“Sports has the power to change the world. It has the power to inspire. It has the power to unite people in a way that little else does. It speaks to youth in a language they understand. Sports can create hope where once there was only despair. It is more powerful than the government in breaking down racial barriers.”
And over the many decades of politics, power, racism and sexism – sport remains the constant. Even today as I sit here still recovering emotionally and physically from the allnighter I pulled after succumbing to the heartbreaking defeat that was the Cricket World Cup final. Sigh.
But I digress… Why did I stay up to watch this game unfold you may ask?
People don’t love sports or our national teams for one simple reason. We love sports for a million reasons unique to our personal experiences. We love them for all they represent in our lives, coming into our living rooms and having us descend on an emotional rollercoaster for 80 minutes. We also gotta love em because of the memories that they hold – the 2015 Rugby World Cup final, the semi final six in the 2015 Cricket World Cup or the 2019 Hankins Shield HEART STOPPING win last weekend.
Those who compete in sports at the highest level do so because they have an innate desire to compete and win. For the fans on the outside, myself included, our love for sports is born out of the camaraderie that it creates and the sense of community that it fosters.
Look at our All Blacks, and how their fans reacted on parade day following their victory in 2015. People from all walks of life joined together to celebrate their team’s success.
We love sports because no matter how bad our day has been, the moment that the game begins, it becomes our sole focus for the next few hours. We feel as though we are a part of something much bigger than all of us, and that our fandom is driving the players toward success.
International competitions bring out everyone’s patriotic side too, as even the most casual sports fan has a vested interest in the competition, if not for the love of the sport then at least for the love of their country.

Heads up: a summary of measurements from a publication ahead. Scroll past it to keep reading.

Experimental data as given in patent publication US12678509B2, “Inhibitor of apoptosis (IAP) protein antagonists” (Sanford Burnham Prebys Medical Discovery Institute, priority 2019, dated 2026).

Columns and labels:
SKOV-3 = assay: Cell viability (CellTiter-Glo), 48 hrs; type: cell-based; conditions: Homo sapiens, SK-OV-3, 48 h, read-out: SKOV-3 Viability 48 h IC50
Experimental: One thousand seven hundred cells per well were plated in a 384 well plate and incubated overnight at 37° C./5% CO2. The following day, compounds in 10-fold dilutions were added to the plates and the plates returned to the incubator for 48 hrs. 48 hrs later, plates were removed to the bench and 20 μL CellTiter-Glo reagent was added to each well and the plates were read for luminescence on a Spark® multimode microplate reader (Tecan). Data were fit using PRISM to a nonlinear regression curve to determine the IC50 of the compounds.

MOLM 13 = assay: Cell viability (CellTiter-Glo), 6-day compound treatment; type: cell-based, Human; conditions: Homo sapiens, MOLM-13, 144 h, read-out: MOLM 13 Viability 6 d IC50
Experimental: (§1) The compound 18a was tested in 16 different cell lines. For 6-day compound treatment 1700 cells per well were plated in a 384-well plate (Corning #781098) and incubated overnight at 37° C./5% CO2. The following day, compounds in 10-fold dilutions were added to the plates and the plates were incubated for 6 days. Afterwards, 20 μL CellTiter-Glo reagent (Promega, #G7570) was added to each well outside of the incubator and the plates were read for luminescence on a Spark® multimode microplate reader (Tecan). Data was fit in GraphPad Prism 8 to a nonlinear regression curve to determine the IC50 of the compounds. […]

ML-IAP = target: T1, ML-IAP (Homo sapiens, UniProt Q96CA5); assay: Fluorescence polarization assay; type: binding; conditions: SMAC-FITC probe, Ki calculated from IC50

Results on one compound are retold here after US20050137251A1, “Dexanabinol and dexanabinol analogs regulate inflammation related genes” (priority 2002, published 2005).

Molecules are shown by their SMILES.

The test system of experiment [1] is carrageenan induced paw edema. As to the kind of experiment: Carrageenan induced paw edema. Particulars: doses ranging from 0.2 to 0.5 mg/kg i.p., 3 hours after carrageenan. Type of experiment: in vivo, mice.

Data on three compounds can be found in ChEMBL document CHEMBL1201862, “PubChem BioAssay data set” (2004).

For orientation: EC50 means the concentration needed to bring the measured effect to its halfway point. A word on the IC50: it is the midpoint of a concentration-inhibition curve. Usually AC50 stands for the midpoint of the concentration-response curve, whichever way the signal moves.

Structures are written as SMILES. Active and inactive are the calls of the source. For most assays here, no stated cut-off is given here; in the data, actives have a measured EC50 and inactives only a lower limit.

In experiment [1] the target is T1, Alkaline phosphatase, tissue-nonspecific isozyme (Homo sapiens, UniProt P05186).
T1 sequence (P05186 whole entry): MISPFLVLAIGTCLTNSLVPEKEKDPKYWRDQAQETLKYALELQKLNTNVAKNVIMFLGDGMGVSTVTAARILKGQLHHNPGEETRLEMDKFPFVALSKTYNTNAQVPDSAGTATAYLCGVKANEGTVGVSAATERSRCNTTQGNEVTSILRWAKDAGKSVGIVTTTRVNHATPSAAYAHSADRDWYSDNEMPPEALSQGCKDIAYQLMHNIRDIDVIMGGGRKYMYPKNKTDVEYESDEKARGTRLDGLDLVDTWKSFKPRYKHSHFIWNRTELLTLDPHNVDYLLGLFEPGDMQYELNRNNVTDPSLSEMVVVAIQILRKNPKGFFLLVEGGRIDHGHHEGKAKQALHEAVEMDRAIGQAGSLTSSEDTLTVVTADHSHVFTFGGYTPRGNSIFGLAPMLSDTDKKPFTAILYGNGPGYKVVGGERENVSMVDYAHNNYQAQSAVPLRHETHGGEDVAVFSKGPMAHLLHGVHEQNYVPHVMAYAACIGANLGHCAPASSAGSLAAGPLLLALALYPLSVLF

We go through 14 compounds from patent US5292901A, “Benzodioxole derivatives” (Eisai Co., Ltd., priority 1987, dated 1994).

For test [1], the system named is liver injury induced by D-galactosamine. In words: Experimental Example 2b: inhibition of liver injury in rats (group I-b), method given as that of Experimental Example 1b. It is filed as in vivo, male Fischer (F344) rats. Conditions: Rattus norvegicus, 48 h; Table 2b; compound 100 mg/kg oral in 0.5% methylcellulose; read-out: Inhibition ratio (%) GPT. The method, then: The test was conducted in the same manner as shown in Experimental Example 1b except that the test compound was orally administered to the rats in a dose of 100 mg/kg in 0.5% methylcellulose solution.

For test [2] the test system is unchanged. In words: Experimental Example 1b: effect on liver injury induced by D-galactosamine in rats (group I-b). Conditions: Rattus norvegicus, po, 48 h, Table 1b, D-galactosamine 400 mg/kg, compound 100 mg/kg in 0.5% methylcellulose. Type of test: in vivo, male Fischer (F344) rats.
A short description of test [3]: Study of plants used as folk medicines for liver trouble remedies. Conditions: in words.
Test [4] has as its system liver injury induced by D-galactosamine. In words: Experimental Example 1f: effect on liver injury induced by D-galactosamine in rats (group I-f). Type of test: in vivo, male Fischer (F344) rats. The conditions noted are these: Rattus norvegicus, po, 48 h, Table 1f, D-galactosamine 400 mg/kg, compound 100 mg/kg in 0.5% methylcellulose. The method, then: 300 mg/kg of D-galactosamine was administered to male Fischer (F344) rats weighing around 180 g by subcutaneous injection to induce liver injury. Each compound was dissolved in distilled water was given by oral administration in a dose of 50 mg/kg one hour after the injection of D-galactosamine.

Look at the most recent Cricket World Cup champions, England (and New Zealand) and how their fans and their country reacted following the tumultuous game. People from all walks of life – whether you were a diehard cricket fan from way back or just clicked on one of the many news articles to see what all the fuss was about – joined together to commiserate and celebrate the team’s success over the past seven weeks.
Sports has always been family dinner table talk. I would sit down with my dad and we would mull over the latest and bet on our favourite teams. Together in both victory and defeat. On a deeper level, it’s sport that draws so many people in, and gives everybody something to root for and believe in.
When we peel back another layer there is an unwritten code of sportsmanship that applies universally. It is unwritten because it has no language, nor does it need one. When players face each other with animosity all game but then shake hands at the end and walk off together, it speaks louder than words.
Sport inspires us. In spite of the corruption, cheating and scandal so prevalent in today’s headlines, world-class athletes continue to demonstrate the fundamental nature of competition by giving us the strongest, the quickest, the smartest and most inspired performances on the planet. Their world is populated with people who strive for excellence. Being in the presence of such people – directly, as fellow athletes, or indirectly as observers makes us lift our sights a little higher…encouraging us to loftier standards in our everyday lives.
Sport lets us believe in the impossible. “Do you believe in miracles? Yes!” It doesn’t happen often enough but every now and then, just about the time we are ready to succumb to the predictable, to the inevitable…BAM! Young David rises up to smite the giant – whether that behemoth is the perennial powerhouse or the untouchable world record. It’s this aspect of sport that can, at any time, any place, stir the little kid in us to ask “why not?”
Sport engages our mind. No more “dumb jock’ jokes, please. Obviously sport is a physical discipline, but even the casual fan will tell you that mind and body work together. But when one gets to the top of his game, the mental aspect is huge – not only in the sense of getting “psyched up’ but in devising strategy, studying video, researching and developing training technique, etc. More than any other time in history, sport has now become a science. For the participant and spectator alike, there is plenty of mental stimulus in today’s sporting world – and we can swim as deep as we like in those waters.
Sport can give us a place in history. Most of us have been lucky enough to have witnessed in person a historic sporting event. Even if we only witnessed this via live TV, we may lay claim to being a part of that history. We were there, receiving and contributing to the collective energy at the precise moment history was made. It’s something that stays with us and even carries a certain weight to those who will only hear about it later.
So perhaps these musings were simply an attempt to justify my own obsession after the week I have had in the sporting sphere – as if I needed to list my reasons for feelings that come naturally. But then I think of thousands standing in line for hours to get tickets for a game that lasts 80 minutes. Or fans collapsing when the final whistle blows enraged over a bad call. Or that guy who jumped over a 15 foot wall to touch the star player…
Then I know I’m not alone.